Will Successfully Overturned Due to Undue Influence

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29 September, 2023

Aisha Bhailok

The recent case of Rea v Rea & others (2023) reminds us that although it is tough to challenge the validity of a will on the grounds of undue influence, it is by no means impossible.

Anna Rea died in 2016 leaving four sons and one daughter. Anna Rea had a long-standing simple Will for 30 years leaving all her property to her surviving children equally. That changed in 2015, where her new Will left her most substantial asset, her house, to her only daughter. The 2015 Will was prepared by a qualified and experienced solicitor who also witnessed it together with the deceased's GP. The 2015 Will also has a non-contest clause. This explained that the reason Anna Rea had cut her sons out of the will is because they did not help care for her. Whilst this type of clause is of questionable effect, the reasoning, along with the drafting of the 2015 Will, appear fatal to any claim made by anyone opposing the 2015 Will. Nonetheless, Anna Rea's three sons challenged the validity of their late mother's last Will and the question before the court was whether Anna Rea had been unduly influenced by her daughter in the making of the 2015 Will.

Undue influence claims are extremely challenging to prove due to how sensitive they are, and because there is often little direct evidence available. This means the court relies predominantly on circumstantial evidence and given the need to show that a testator's disposition was obtained by coercion, the evidence required to successfully prove undue influence needs to be strong.

The key factors the court considered were:

  1. The contrast between Anna Rae's frailty (being hard of hearing and wheelchair bound) and the daughter's personality;
  2. Anna Rae's dependency on her daughter;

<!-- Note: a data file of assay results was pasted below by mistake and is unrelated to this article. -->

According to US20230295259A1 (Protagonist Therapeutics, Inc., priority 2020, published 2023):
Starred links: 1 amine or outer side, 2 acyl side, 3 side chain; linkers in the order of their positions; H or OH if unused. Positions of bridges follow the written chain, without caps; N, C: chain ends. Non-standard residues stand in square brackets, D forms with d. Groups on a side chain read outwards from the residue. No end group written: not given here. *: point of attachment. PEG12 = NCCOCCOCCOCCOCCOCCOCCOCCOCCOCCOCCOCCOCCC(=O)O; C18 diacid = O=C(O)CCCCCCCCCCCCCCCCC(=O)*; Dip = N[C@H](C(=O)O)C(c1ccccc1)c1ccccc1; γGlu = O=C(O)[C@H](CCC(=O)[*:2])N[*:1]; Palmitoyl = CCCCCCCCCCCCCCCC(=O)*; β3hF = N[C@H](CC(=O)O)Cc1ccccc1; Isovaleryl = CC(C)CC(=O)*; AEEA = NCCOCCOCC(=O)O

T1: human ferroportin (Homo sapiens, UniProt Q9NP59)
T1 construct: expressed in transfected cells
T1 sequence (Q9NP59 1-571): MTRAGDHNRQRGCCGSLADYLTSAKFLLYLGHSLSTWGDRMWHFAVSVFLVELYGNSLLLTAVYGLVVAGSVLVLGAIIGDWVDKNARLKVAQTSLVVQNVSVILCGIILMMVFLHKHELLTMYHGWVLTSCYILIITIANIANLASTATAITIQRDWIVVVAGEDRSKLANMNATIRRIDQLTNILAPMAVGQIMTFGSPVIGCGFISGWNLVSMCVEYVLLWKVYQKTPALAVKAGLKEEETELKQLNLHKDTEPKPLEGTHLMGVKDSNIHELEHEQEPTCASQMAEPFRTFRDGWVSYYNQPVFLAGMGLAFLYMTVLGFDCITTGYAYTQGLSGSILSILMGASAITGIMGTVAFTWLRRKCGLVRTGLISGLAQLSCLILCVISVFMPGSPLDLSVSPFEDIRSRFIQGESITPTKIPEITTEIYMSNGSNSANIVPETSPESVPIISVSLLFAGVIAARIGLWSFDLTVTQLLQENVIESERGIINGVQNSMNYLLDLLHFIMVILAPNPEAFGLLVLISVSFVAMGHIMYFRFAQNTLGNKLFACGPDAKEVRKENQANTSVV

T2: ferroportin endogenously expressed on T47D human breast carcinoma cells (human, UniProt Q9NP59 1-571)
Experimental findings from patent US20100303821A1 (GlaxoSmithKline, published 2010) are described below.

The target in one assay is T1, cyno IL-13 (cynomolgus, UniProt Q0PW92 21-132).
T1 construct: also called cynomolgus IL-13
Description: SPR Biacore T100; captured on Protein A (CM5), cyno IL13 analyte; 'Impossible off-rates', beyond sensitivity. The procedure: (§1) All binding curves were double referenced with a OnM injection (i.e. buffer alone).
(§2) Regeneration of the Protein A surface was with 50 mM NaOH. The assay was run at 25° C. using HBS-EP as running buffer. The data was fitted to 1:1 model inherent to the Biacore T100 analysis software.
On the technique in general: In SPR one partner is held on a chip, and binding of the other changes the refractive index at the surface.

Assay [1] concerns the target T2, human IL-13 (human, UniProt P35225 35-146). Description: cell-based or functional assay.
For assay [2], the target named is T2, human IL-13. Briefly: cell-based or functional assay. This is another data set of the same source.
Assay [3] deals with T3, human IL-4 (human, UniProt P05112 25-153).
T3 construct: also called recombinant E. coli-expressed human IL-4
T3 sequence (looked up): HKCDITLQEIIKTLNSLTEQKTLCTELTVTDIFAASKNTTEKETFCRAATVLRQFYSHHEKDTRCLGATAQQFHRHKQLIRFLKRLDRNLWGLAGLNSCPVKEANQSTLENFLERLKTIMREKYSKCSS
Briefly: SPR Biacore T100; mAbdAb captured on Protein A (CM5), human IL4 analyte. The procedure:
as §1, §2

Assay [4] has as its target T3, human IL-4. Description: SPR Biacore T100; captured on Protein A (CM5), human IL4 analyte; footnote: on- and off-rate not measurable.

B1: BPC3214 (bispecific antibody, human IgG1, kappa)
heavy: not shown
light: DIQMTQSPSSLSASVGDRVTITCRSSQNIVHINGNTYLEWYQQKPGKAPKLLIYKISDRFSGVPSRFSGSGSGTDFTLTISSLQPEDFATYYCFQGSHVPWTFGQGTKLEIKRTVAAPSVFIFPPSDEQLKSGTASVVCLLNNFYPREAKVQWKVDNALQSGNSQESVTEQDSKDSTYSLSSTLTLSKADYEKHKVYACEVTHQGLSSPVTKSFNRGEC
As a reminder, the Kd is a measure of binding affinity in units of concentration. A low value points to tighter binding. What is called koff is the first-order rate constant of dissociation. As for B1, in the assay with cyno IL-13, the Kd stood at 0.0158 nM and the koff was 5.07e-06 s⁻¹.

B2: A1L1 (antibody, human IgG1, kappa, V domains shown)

3. The Court did not believe the daughter's evidence as to why the mother wished to make a new Will;
  4. The timing of the 2015 Will was suspicious as it was made days after two of the four sons withdrew their assistance to their sister in caring for their mother;
  5. The daughter arranged the Will appointment for the mother to attend the solicitor and was present throughout the meeting;
  6. The 2015 Will was a major change from the 1986 Will and the language used was the daughter speaking through her mother;
  7. The reasons given for the mother leaving the property to her daughter were suspicious; and
  8. It was suspicious that neither mother nor daughter had told anyone else about the Will.

The Court held that, combined, all these factors, provided solid evidence as to coercion and undue influence. As such, this case is a rare example that successfully challenging a will on the grounds of undue influence is by no means impossible.

If you have any concerns about a testator being unduly influenced into preparing a will, then contact the Contentious Trusts and Probate team at Forbes Solicitors LLP, who will be able to assist you with your investigations.

For more information contact Aisha Bhailok in our Contesting a Will department via email or phone on 0333 207 1130. Alternatively send any question through to Forbes Solicitors via our online Contact Form.

Learn more about our Contesting a Will department here

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